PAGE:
Officer safety was at stake because of the failure in several instances. The sheriff devoted two pages to outlining the numerous consequences of the computer failure, calling it “not an exhaustive list,” and cited among those issues the inability of deputies in the field to access records that would have shown them whether a person at a traffic stop had warrants or was considered dangerous—a routine check that helps define how a deputy approaches people pulled over.
The problem also affected detectives, “and for this matter, all records management users” who had “a greatly limited or no access to critical law enforcement records while conducting their investigations. This limited their ability and efficiency.” At the same time, detectives could not use the new operations center’s new interview rooms because the recording systems in there were not working properly. The problem is not tied to the server crash, but it ties into the larger IT problems between the county and the sheriff. Detectives have had to take their suspects to Flagler Beach or the State Attorney’s office for interrogations.
“Although we now have access to many records, we still cannot access the records that were not backed up by county IT staff,” the sheriff wrote, leaving no doubt where he thinks the problem originates.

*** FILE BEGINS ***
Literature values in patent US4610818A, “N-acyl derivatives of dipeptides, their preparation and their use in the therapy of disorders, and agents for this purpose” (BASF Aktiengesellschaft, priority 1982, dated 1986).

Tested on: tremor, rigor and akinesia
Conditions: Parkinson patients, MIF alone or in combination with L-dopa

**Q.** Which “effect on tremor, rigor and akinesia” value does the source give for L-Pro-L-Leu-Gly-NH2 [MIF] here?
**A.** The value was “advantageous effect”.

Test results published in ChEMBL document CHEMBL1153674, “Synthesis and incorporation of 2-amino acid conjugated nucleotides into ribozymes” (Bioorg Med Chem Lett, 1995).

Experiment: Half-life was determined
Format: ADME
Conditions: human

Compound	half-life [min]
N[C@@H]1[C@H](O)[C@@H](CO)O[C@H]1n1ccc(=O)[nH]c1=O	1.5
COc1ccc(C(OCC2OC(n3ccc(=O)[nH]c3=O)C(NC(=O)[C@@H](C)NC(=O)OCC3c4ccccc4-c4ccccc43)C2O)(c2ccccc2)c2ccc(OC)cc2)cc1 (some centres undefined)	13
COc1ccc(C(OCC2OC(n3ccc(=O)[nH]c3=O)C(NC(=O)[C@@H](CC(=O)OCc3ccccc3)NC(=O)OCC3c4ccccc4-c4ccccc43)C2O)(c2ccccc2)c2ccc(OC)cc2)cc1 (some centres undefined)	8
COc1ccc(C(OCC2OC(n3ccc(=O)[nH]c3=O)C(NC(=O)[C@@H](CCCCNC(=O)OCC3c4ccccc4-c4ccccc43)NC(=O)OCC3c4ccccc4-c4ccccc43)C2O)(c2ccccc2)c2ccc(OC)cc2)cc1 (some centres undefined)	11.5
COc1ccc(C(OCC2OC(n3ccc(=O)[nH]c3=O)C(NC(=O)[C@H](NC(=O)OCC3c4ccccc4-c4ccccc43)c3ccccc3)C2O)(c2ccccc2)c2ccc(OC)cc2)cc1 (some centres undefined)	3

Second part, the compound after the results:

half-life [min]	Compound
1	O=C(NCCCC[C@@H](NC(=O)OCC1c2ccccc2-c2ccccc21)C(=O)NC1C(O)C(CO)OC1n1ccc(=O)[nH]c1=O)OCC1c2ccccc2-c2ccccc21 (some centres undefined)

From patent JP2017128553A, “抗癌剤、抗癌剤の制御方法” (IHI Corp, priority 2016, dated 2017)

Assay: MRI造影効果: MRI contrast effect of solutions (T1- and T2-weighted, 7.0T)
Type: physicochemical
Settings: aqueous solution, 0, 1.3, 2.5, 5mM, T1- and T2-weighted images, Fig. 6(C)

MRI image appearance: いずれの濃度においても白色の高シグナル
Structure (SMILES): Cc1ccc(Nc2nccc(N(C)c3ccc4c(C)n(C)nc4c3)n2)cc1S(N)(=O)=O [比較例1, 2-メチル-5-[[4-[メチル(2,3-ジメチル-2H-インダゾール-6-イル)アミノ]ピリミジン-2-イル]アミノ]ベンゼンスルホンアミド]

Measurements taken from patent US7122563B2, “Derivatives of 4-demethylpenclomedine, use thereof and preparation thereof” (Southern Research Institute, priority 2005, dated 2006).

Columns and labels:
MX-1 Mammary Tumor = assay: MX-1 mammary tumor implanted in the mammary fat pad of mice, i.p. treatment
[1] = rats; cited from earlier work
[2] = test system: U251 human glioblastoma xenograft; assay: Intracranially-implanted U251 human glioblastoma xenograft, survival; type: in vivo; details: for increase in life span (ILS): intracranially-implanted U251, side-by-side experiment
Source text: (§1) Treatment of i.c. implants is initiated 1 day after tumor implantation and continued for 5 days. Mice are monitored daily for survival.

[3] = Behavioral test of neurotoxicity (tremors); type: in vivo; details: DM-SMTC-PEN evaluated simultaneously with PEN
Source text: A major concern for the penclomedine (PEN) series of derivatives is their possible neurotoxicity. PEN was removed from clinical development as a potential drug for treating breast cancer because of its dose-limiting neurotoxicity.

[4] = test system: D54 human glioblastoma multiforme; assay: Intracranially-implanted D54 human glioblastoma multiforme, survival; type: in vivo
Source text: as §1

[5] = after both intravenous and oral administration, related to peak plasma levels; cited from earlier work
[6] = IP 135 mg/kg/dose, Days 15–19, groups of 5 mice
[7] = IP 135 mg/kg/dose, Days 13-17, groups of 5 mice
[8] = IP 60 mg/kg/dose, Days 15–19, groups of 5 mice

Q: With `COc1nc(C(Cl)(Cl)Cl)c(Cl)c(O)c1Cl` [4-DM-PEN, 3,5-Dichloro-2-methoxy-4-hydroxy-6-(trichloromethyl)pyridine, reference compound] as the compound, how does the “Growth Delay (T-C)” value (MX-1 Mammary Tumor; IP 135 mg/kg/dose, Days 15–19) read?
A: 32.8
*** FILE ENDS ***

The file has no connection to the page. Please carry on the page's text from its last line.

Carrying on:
“All through this process,” he wrote near the conclusion of the letter, “we have resorted to pre-established back-up procedures and improvised successfully to accomplish our responsibilities. I have reassured the community via the media that calls for service, specifically ones made to 911, for all of our public safety partners would not be affected. However I have been frank that efficiency is not what it was like prior to the failure. As the sheriff of this county, one responsible for investigating crimes, being an advocate for our victims, and completing all of my duties as sheriff, I respectfully request to know why this failure occurred and what reassurances we have from county IT that this will not happen again to any of our computer systems or infrastructure. Furthermore, I would like to know why there was a considerable delay in transitioning to the [New World System] upgrade after you purchased a server and accessories to accommodate the transition in 2014. For the record, this server is idle.”